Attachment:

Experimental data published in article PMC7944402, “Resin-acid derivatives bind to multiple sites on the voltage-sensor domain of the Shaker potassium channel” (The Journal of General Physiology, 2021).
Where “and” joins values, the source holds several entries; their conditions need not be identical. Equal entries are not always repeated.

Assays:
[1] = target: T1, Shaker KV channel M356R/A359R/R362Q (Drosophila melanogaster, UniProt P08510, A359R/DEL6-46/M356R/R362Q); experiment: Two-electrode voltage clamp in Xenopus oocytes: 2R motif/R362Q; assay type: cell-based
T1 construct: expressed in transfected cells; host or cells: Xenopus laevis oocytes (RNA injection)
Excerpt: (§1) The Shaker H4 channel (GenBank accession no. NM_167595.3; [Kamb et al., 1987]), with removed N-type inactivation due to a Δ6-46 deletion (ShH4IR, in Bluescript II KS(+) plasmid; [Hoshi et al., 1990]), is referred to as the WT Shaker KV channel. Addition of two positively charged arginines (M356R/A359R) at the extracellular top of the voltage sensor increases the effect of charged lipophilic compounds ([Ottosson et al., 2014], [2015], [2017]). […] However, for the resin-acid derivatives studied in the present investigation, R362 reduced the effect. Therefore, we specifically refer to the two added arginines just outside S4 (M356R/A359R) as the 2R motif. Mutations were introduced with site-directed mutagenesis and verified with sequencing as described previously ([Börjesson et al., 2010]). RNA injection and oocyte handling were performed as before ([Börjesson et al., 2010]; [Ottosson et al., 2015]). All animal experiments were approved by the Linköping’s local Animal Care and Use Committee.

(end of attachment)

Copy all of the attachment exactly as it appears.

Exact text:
Experimental data published in article PMC7944402, “Resin-acid derivatives bind to multiple sites on the voltage-sensor domain of the Shaker potassium channel” (The Journal of General Physiology, 2021).
Where “and” joins values, the source holds several entries; their conditions need not be identical. Equal entries are not always repeated.

Assays:
[1] = target: T1, Shaker KV channel M356R/A359R/R362Q (Drosophila melanogaster, UniProt P08510, A359R/DEL6-46/M356R/R362Q); experiment: Two-electrode voltage clamp in Xenopus oocytes: 2R motif/R362Q; assay type: cell-based
T1 construct: expressed in transfected cells; host or cells: Xenopus laevis oocytes (RNA injection)
Excerpt: (§1) The Shaker H4 channel (GenBank accession no. NM_167595.3; [Kamb et al., 1987]), with removed N-type inactivation due to a Δ6-46 deletion (ShH4IR, in Bluescript II KS(+) plasmid; [Hoshi et al., 1990]), is referred to as the WT Shaker KV channel. Addition of two positively charged arginines (M356R/A359R) at the extracellular top of the voltage sensor increases the effect of charged lipophilic compounds ([Ottosson et al., 2014], [2015], [2017]). […] However, for the resin-acid derivatives studied in the present investigation, R362 reduced the effect. Therefore, we specifically refer to the two added arginines just outside S4 (M356R/A359R) as the 2R motif. Mutations were introduced with site-directed mutagenesis and verified with sequencing as described previously ([Börjesson et al., 2010]). RNA injection and oocyte handling were performed as before ([Börjesson et al., 2010]; [Ottosson et al., 2015]). All animal experiments were approved by the Linköping’s local Animal Care and Use Committee.